True success comes when the board, management team, outside underwriters, lawyers and market makers are all pulling in the same direction. An informed CFO can be central to the success of one of the most momentous events in a company’s history. Working closely with the CEO and General Counsel, the CFO should advise on all financial aspects of the IPO transition process and be prepared to proactively educate board members on what financial perfection looks like, and what to do if it doesn’t materialize. Moving forward with a definitive plan, including others in germane decisions and supporting the board and individual board members in their decision-making process is the mark of a stellar CFO—and will serve the company’s best interest as it seeks its next phase of business growth as a public company.


MORE LIKE THIS

  • Get the CEO Briefing

    Sign up today to get weekly access to the latest issues affecting CEOs in every industry
  • upcoming events

    Roundtable

    Strategic Planning Workshop

    1:00 - 5:00 pm

    Over 70% of Executives Surveyed Agree: Many Strategic Planning Efforts Lack Systematic Approach Tips for Enhancing Your Strategic Planning Process

    Executives expressed frustration with their current strategic planning process. Issues include:

    1. Lack of systematic approach (70%)
    2. Laundry lists without prioritization (68%)
    3. Decisions based on personalities rather than facts and information (65%)

     

    Steve Rutan and Denise Harrison have put together an afternoon workshop that will provide the tools you need to address these concerns.  They have worked with hundreds of executives to develop a systematic approach that will enable your team to make better decisions during strategic planning.  Steve and Denise will walk you through exercises for prioritizing your lists and steps that will reset and reinvigorate your process.  This will be a hands-on workshop that will enable you to think about your business as you use the tools that are being presented.  If you are ready for a Strategic Planning tune-up, select this workshop in your registration form.  The additional fee of $695 will be added to your total.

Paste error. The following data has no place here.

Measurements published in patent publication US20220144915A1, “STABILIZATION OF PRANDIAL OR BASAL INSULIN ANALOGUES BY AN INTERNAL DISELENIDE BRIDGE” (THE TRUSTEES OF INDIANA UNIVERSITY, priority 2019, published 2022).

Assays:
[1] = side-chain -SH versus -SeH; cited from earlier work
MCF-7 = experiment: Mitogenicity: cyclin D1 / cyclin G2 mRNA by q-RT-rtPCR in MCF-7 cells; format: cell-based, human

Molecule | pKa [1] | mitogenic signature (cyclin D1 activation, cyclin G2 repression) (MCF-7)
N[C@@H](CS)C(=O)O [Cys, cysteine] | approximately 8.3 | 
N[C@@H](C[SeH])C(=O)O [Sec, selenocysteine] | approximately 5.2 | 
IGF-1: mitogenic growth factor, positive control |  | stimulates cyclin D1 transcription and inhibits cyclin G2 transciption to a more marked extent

To sign up, select this option in your registration form. Additional fee of $695 will be added to your total.

    New York, NY: ​​​Chief Executive's Corporate Citizenship Awards 2017

    Women in Leadership Seminar and Peer Discussion

    2:00 - 5:00 pm

    Female leaders face the same issues all leaders do, but they often face additional challenges too. In this peer session, we will facilitate a discussion of best practices and how to overcome common barriers to help women leaders be more effective within and outside their organizations. 

    Limited space available.

    To sign up, select this option in your registration form. Additional fee of $495 will be added to your total.

    Golf Outing

    10:30 - 5:00 pm
    General’s Retreat at Hermitage Golf Course
    Sponsored by UBS

    General’s Retreat, built in 1986 with architect Gary Roger Baird, has been voted the “Best Golf Course in Nashville” and is a “must play” when visiting the Nashville, Tennessee area. With the beautiful setting along the Cumberland River, golfers of all capabilities will thoroughly enjoy the golf, scenery and hospitality.

    The golf outing fee includes transportation to and from the hotel, greens/cart fees, use of practice facilities, and boxed lunch. The bus will leave the hotel at 10:30 am for a noon shotgun start and return to the hotel after the cocktail reception following the completion of the round.

    To sign up, select this option in your registration form. Additional fee of $295 will be added to your total.